Fetal alcohol spectrum disorder (FASD) is a significant issue in the criminal justice system — but instead of unnecessary blanket amendments that focus on the sentencing stage, reforms should aim for better treatment and policies throughout the legal process, Toronto criminal and civil litigator Laurelly Dale writes in The Lawyers Weekly.
As Dale, principal of Dale Legal Firm, writes, FASD encompasses all disabilities caused by prenatal exposure to alcohol, with five diagnoses falling under the umbrella term, including fetal alcohol syndrome (FAS).
“Those suffering from FASD experience cognitive impairment that impacts their ability to make decisions, solve problems and often endure addiction issues that aggravate mental illness. In 2015 Health Canada confirmed that the incidence of FAS was greater than Down syndrome and that each year approximately 1 per cent of babies are born with FASD,” she says.
Dale explains that research conducted last year at the Whitehorse Correctional Centre found that approximately 17.5 per cent of participants had FASD. Shortly after the release of the study’s preliminary results, a Yukon MP submitted private member’s Bill C-235, aimed at amending the sentencing provisions in the Criminal Code, requiring the judge to consider FASD as a mitigating factor.
The bill was defeated in December, says Dale, who adds that these resources would have been put to better use in achieving the point of the study.
“The point of the study was: 1) to obtain a more current estimate of those with FASD within the Yukon criminal justice system; and 2) to determine how best to meet their needs with the hope that this will inform future programs and policy. The results confirm the hypothesis.
“Key findings suggest that they will be used to lobby for better treatment and policies for those with FASD at all stages of the criminal justice system, rather than supporting blanket amendments at the sentencing stage,” she writes.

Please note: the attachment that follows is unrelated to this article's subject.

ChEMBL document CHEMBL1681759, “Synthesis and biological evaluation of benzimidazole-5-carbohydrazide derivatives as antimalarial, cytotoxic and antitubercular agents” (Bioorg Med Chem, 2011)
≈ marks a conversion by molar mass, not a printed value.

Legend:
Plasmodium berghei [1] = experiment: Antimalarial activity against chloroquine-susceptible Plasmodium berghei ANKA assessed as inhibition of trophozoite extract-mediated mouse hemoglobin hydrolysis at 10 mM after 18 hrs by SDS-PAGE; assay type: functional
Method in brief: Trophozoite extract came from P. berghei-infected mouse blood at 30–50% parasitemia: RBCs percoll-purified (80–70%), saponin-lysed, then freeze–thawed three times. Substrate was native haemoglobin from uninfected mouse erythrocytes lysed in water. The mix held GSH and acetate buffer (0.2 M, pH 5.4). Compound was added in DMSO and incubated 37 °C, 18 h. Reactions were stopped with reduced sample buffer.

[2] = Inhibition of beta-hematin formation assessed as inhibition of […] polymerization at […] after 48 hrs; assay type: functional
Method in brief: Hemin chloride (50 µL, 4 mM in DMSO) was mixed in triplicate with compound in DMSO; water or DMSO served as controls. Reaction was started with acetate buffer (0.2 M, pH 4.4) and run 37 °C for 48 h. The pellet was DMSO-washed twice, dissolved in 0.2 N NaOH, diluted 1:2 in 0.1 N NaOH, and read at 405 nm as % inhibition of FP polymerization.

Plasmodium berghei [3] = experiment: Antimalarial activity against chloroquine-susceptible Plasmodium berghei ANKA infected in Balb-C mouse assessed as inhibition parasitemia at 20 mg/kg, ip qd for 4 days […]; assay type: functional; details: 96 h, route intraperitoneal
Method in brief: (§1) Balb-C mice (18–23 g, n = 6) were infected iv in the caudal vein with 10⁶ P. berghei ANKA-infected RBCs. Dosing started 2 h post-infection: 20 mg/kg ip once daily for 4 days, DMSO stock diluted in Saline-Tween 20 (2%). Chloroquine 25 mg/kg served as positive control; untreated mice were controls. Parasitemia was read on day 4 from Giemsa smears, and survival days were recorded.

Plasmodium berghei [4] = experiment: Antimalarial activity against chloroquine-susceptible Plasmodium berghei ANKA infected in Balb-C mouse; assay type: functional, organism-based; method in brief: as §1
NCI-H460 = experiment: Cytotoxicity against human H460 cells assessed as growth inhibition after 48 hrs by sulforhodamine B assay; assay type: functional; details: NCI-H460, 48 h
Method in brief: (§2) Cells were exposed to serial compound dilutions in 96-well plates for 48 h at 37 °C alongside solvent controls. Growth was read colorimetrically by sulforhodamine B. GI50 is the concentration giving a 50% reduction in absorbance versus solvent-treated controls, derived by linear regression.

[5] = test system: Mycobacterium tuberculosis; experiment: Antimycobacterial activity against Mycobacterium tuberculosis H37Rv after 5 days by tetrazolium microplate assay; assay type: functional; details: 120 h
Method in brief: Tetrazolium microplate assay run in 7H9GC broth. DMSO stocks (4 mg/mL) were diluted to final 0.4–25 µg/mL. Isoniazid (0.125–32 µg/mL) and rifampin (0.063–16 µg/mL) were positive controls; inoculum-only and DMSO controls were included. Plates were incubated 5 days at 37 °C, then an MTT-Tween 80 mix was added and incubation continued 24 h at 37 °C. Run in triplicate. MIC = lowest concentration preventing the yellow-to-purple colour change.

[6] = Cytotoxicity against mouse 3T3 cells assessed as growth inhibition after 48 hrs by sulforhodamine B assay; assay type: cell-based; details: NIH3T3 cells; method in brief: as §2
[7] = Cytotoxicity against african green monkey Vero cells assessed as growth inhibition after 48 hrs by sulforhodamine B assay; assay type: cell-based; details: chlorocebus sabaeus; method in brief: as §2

Although Bill C-235 sought to include FASD as a mitigating circumstance in s. 718 of the Criminal Code, Dale says it’s already considered at the sentencing stage.
“Two of the fundamental purposes of sentencing in s. 718 are (b) specific deterrence and (d), the need to rehabilitate offenders. Additionally, under the Youth Criminal Justice Act (YCJA), courts can sentence serious violent offenders suffering from mental disorders to a specialized custodial sentence known as intensive rehabilitative custody and supervision order.
“Recently the Manitoba Court of Appeal in R. v. Friesen  M.J. No. 142, allowed the accused appeal and reduced his sentence in a manslaughter conviction from six to four years, considering his FAS diagnosis a mitigating factor,” says Dale.
As the proposed legislation drew attention to the research, Dale says the next step will be to take advantage of this interest and redirect it. Data from the study should be used to assist those with FASD by increasing resources to obtain a diagnosis and treatment, and in supplying tools to prevent recidivism, she says.
“The criminal justice system is often referred to as Canada’s largest mental health care provider. Police training, mental health resources (such as programs under the Canadian Mental Health Association), prenatal and parenting resources, mental health courts and diversion programs, are some examples of resources that would assist those with FASD at all stages in the criminal justice system,” writes Dale.
“S. 718 of the code, the YCJA and case law create an avenue for FASD to be considered a mitigating factor at sentencing. Anyone working within the criminal justice system can see through Bill C-235. Out of 500 clients I would estimate 35 per cent are suspected of having FASD; however, securing a diagnosis is rare.
“The study confirms overrepresentation of those with FASD in the criminal justice system. Findings should be utilized as a catalyst to support further research at the national level and to promote realistic changes to meet the needs of those with FASD in the criminal justice system,” she adds.
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